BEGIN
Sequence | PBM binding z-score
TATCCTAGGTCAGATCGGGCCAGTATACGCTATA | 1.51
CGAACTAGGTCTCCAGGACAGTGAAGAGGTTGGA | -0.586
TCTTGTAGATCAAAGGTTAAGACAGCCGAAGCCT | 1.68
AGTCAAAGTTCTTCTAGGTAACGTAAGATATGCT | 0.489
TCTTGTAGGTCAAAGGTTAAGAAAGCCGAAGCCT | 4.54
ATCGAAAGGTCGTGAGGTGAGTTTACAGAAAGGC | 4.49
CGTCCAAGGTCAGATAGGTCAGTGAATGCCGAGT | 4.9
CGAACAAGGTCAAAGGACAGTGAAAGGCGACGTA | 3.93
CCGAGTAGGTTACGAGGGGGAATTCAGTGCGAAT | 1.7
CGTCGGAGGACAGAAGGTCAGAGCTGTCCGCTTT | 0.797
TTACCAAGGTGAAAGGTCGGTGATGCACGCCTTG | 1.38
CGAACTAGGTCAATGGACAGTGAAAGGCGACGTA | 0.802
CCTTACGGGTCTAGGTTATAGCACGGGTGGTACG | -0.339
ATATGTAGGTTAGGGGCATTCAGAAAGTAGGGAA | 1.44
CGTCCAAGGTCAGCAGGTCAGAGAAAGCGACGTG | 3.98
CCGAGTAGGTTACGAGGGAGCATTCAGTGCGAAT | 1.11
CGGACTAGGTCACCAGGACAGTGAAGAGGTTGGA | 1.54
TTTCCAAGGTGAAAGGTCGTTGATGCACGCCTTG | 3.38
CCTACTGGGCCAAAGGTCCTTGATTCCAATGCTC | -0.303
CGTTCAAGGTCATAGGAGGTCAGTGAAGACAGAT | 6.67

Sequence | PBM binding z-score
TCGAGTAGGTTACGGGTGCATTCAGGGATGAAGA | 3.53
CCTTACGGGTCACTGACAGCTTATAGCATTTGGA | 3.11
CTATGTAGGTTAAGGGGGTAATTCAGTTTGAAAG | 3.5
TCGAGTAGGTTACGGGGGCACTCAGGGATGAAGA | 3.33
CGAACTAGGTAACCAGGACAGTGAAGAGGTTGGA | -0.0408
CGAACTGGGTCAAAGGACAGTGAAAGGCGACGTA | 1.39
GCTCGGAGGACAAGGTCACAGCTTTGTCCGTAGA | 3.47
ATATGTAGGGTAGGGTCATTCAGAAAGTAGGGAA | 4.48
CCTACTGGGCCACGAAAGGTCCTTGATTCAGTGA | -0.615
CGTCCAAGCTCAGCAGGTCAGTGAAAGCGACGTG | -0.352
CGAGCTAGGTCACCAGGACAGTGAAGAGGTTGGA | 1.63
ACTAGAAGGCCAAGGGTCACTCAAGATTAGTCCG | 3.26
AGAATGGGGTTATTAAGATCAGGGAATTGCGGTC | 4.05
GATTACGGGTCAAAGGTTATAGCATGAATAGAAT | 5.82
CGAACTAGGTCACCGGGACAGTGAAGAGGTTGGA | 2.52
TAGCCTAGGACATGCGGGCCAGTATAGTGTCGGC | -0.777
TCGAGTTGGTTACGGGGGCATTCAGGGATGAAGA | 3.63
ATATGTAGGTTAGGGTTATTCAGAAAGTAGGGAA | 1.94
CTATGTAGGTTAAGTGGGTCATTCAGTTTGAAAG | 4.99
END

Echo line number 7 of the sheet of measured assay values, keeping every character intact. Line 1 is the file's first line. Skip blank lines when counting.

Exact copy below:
ATCGAAAGGTCGTGAGGTGAGTTTACAGAAAGGC | 4.49